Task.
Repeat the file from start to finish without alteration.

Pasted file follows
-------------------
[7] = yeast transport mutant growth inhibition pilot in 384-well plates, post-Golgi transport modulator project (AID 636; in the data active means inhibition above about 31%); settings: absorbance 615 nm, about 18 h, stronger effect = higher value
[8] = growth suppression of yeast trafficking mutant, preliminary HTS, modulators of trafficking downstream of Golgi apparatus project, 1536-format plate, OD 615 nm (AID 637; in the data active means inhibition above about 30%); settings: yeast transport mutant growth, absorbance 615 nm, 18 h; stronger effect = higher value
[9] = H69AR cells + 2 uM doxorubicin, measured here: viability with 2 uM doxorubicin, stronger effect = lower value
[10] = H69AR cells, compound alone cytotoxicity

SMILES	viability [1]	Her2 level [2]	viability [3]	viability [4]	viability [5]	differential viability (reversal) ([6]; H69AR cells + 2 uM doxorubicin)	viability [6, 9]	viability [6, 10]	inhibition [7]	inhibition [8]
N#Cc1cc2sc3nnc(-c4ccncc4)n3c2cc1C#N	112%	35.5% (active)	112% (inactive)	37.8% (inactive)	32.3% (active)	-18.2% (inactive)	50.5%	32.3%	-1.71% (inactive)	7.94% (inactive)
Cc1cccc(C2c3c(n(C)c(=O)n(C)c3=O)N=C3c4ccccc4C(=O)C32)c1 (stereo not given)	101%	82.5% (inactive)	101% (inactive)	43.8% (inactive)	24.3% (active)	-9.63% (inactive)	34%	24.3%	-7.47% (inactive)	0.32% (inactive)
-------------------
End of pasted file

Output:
[7] = yeast transport mutant growth inhibition pilot in 384-well plates, post-Golgi transport modulator project (AID 636; in the data active means inhibition above about 31%); settings: absorbance 615 nm, about 18 h, stronger effect = higher value
[8] = growth suppression of yeast trafficking mutant, preliminary HTS, modulators of trafficking downstream of Golgi apparatus project, 1536-format plate, OD 615 nm (AID 637; in the data active means inhibition above about 30%); settings: yeast transport mutant growth, absorbance 615 nm, 18 h; stronger effect = higher value
[9] = H69AR cells + 2 uM doxorubicin, measured here: viability with 2 uM doxorubicin, stronger effect = lower value
[10] = H69AR cells, compound alone cytotoxicity

SMILES	viability [1]	Her2 level [2]	viability [3]	viability [4]	viability [5]	differential viability (reversal) ([6]; H69AR cells + 2 uM doxorubicin)	viability [6, 9]	viability [6, 10]	inhibition [7]	inhibition [8]
N#Cc1cc2sc3nnc(-c4ccncc4)n3c2cc1C#N	112%	35.5% (active)	112% (inactive)	37.8% (inactive)	32.3% (active)	-18.2% (inactive)	50.5%	32.3%	-1.71% (inactive)	7.94% (inactive)
Cc1cccc(C2c3c(n(C)c(=O)n(C)c3=O)N=C3c4ccccc4C(=O)C32)c1 (stereo not given)	101%	82.5% (inactive)	101% (inactive)	43.8% (inactive)	24.3% (active)	-9.63% (inactive)	34%	24.3%	-7.47% (inactive)	0.32% (inactive)